[EDITOR’S NOTE: For people that may be unfamiliar with the process, a legitimate media outlet – which RX Muscle is – should be granted press passes for events that they would normally cover and this comes at no charge, of course. I broke into the mainstream sportswriting industry in 2005 and have covered four Super Bowls, numerous playoff games in all four major team sports, had full season press passes, etc. – all without paying. These are obviously in very high demand and one Super Bowl alone would cost thousands of dollars to gain entry. But as a journalist, I was attending to perform a job (there’s an old saying in sportswriting: There’s no cheering allowed in the press box). Hypothetically, if we were ever informed that a press pass would cost us money, we could complain to the respective league office and that person would surely be terminated and possibly charged criminally.]
Udit went on to ask Palumbo what he is doing in return for access to cover the show and that by RX doing so, it would add traffic to their website. But that is part and parcel of running an editorial media outlet.
We in turn contacted Udit to retort what we perceive being a blatant black eye on a sport that has amassed plenty of them and he responded with the following:
Your facts are incorrect. Rx Muscle was not charged $1,500 per press pass. They were, however, offered the opportunity to cover the event for a fee of $1,500. The folks at Rx Muscle have, at this point, chosen not to take advantage of this opportunity which would definitely have driven an incredible amount of traffic to their website.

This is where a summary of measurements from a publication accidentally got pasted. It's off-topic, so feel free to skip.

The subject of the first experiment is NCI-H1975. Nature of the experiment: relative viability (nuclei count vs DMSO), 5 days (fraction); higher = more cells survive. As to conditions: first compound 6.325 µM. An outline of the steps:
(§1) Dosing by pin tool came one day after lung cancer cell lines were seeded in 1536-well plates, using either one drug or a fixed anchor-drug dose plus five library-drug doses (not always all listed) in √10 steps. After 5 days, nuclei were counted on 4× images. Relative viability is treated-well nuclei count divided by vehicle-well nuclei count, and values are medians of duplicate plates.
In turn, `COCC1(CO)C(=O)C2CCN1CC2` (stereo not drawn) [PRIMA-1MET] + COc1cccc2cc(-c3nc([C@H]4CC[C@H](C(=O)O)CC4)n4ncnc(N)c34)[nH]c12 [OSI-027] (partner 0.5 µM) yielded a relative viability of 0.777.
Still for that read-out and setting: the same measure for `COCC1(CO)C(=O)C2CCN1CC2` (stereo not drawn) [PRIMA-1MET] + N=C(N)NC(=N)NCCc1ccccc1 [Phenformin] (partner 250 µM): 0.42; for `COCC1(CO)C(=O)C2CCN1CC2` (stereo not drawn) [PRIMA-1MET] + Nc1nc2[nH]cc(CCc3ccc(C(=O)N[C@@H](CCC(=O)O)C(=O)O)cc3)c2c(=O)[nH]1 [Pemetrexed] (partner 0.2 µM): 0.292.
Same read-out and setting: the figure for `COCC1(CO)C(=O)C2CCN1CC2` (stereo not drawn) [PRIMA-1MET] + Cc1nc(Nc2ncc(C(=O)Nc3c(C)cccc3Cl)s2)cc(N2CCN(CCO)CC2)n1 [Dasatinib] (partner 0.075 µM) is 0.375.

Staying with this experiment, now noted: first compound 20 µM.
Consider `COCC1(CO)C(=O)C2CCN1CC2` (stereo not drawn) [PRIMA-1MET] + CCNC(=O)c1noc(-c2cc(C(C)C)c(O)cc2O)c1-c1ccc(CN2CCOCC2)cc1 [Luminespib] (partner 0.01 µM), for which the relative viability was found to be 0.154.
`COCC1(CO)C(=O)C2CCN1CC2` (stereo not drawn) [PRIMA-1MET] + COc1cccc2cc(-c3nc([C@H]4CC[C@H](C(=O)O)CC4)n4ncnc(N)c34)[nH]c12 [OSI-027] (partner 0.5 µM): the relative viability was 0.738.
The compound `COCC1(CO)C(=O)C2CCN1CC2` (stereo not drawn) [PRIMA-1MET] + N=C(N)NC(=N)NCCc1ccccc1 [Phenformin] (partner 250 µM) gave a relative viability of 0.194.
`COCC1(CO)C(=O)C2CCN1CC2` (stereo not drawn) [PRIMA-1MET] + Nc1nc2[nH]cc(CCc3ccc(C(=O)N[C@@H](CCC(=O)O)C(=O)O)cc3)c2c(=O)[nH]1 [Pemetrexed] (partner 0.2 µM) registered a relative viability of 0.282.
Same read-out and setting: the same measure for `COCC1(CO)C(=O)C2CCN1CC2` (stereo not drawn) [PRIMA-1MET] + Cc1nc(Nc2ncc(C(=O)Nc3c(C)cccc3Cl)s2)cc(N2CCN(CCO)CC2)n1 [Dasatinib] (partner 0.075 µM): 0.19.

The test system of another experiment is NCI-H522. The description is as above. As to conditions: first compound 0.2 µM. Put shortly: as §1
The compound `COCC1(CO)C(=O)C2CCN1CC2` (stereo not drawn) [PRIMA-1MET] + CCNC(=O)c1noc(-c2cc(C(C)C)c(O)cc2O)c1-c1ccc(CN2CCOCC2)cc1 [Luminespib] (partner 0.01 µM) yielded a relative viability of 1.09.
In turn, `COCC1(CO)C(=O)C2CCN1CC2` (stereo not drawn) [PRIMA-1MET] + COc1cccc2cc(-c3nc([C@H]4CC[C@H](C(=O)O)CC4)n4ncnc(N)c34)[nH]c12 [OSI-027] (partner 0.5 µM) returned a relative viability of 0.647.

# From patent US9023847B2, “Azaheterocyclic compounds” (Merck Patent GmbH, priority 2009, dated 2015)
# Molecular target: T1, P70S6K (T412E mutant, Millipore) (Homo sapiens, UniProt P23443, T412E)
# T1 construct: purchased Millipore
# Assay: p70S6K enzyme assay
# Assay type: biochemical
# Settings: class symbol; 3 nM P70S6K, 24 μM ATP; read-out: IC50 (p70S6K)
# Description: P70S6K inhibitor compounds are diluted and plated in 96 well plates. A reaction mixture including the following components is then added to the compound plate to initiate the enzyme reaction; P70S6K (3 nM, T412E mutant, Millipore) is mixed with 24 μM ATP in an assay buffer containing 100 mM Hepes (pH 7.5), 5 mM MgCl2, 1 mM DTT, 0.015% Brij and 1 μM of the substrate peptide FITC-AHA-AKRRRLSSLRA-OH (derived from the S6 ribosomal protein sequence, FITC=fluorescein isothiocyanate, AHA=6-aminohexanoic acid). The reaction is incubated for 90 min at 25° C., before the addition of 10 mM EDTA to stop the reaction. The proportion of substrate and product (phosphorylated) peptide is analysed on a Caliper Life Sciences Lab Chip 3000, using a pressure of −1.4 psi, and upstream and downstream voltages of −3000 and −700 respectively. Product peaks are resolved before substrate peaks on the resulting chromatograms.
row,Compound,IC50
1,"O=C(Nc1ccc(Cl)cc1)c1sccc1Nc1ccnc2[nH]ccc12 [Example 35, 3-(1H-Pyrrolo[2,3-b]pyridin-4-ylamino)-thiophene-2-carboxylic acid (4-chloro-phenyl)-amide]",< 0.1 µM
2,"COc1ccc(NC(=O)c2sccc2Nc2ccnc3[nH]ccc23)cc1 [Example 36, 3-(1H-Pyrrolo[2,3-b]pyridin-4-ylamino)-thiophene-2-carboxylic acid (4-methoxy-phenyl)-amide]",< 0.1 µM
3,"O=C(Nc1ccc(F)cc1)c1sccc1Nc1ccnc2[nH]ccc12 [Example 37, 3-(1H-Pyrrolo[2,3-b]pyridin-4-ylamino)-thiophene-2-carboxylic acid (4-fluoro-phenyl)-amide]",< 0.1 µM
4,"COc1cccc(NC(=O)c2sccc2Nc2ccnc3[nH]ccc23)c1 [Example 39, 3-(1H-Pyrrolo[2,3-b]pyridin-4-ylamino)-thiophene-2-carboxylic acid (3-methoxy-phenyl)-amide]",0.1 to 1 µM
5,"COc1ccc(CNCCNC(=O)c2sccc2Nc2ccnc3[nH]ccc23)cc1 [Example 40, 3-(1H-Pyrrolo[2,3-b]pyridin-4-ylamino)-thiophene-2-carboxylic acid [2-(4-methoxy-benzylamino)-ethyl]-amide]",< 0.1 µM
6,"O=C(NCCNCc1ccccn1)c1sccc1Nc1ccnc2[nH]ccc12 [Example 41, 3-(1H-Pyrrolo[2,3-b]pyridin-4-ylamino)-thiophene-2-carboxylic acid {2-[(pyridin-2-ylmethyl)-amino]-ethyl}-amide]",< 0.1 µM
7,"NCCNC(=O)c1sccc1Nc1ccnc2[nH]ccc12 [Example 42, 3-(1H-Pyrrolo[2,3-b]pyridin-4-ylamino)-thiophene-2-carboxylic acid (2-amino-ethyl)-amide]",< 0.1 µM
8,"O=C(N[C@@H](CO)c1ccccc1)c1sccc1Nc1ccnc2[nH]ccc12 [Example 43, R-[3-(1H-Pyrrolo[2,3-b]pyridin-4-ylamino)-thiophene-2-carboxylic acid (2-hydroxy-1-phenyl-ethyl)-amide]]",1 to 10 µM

I am extremely happy with the coverage that I have received from www.npcnewsonline.com, the Official website of the NPC. Their professionalism and wide ranging coverage that includes competitor photos, interviews, videos and articles is clearly the best that exists. They do a terrific job of promoting and enhancing the level of my events.
We then replied with:
Thanks for the fast reply, Gary. I will own up to that error & surmised that it was per pass, but that still does not explain how a promoter and/or organization (in this case the NPC) can charge any dollar amount – let alone $1,500 – for press access.
The entire purpose for press access is to give the fans of the sport an opportunity to read/see the events from multiple outlets and that in turn gives publicity to the organizations and the shows themselves. Of course there is a benefit in getting web traffic, but that is part of being an editorial media outlet. It comes with the territory and to have a dollar amount attached to obtaining press access brings up a number of ethical questions.
Have any other companies been asked to pay this amount and, if so, who were they? I do understand that you are content with the NPC News Online coverage, but that is from the organization itself and their opinions would not be objective. Is the strategy here to limit any potential negative press?
And I have been in the bodybuilding industry since 2008 obtaining press passes for my own magazine, as well as when I worked for FLEX and Muscular Development. This is the first time that I have ever heard of a payment being part of the equation. Is this in fact the first?
Thanks in advance. -Joe
We have not received a reply from Udit as of this writing. But Palumbo has since spoken to Jim Manion about the issue and they are looking to resolve it.